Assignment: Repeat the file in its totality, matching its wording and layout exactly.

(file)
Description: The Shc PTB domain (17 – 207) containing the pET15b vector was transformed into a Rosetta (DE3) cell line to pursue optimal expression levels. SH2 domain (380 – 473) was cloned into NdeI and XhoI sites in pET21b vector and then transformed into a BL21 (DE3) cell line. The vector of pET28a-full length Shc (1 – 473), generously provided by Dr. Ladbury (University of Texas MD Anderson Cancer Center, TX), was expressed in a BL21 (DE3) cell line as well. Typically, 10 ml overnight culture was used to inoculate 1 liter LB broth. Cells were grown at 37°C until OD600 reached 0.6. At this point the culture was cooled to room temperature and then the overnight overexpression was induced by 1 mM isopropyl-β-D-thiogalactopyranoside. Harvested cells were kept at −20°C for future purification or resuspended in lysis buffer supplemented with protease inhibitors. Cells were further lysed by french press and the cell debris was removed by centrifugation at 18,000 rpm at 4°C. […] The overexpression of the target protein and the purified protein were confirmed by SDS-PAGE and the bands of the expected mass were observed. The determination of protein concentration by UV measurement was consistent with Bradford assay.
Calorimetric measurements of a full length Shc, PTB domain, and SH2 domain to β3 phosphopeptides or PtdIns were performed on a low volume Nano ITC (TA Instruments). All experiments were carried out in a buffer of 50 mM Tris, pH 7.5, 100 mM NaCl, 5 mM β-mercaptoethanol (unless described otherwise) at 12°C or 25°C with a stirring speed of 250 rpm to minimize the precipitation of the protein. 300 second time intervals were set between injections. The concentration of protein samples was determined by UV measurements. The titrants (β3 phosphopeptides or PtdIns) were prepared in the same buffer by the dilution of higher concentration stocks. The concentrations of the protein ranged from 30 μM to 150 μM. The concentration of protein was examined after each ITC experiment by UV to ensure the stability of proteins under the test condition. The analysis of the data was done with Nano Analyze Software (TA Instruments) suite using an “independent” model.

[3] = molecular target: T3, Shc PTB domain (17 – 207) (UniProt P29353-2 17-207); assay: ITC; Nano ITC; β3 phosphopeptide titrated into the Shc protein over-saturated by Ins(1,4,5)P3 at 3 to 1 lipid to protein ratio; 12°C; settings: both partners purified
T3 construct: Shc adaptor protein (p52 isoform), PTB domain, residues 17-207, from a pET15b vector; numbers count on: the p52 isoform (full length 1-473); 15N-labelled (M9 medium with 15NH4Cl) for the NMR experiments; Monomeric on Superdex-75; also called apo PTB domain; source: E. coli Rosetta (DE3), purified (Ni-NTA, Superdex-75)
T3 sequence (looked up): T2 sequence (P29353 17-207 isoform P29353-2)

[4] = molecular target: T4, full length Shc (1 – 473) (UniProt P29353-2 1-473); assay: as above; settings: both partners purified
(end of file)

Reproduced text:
Description: The Shc PTB domain (17 – 207) containing the pET15b vector was transformed into a Rosetta (DE3) cell line to pursue optimal expression levels. SH2 domain (380 – 473) was cloned into NdeI and XhoI sites in pET21b vector and then transformed into a BL21 (DE3) cell line. The vector of pET28a-full length Shc (1 – 473), generously provided by Dr. Ladbury (University of Texas MD Anderson Cancer Center, TX), was expressed in a BL21 (DE3) cell line as well. Typically, 10 ml overnight culture was used to inoculate 1 liter LB broth. Cells were grown at 37°C until OD600 reached 0.6. At this point the culture was cooled to room temperature and then the overnight overexpression was induced by 1 mM isopropyl-β-D-thiogalactopyranoside. Harvested cells were kept at −20°C for future purification or resuspended in lysis buffer supplemented with protease inhibitors. Cells were further lysed by french press and the cell debris was removed by centrifugation at 18,000 rpm at 4°C. […] The overexpression of the target protein and the purified protein were confirmed by SDS-PAGE and the bands of the expected mass were observed. The determination of protein concentration by UV measurement was consistent with Bradford assay.
Calorimetric measurements of a full length Shc, PTB domain, and SH2 domain to β3 phosphopeptides or PtdIns were performed on a low volume Nano ITC (TA Instruments). All experiments were carried out in a buffer of 50 mM Tris, pH 7.5, 100 mM NaCl, 5 mM β-mercaptoethanol (unless described otherwise) at 12°C or 25°C with a stirring speed of 250 rpm to minimize the precipitation of the protein. 300 second time intervals were set between injections. The concentration of protein samples was determined by UV measurements. The titrants (β3 phosphopeptides or PtdIns) were prepared in the same buffer by the dilution of higher concentration stocks. The concentrations of the protein ranged from 30 μM to 150 μM. The concentration of protein was examined after each ITC experiment by UV to ensure the stability of proteins under the test condition. The analysis of the data was done with Nano Analyze Software (TA Instruments) suite using an “independent” model.

[3] = molecular target: T3, Shc PTB domain (17 – 207) (UniProt P29353-2 17-207); assay: ITC; Nano ITC; β3 phosphopeptide titrated into the Shc protein over-saturated by Ins(1,4,5)P3 at 3 to 1 lipid to protein ratio; 12°C; settings: both partners purified
T3 construct: Shc adaptor protein (p52 isoform), PTB domain, residues 17-207, from a pET15b vector; numbers count on: the p52 isoform (full length 1-473); 15N-labelled (M9 medium with 15NH4Cl) for the NMR experiments; Monomeric on Superdex-75; also called apo PTB domain; source: E. coli Rosetta (DE3), purified (Ni-NTA, Superdex-75)
T3 sequence (looked up): T2 sequence (P29353 17-207 isoform P29353-2)

[4] = molecular target: T4, full length Shc (1 – 473) (UniProt P29353-2 1-473); assay: as above; settings: both partners purified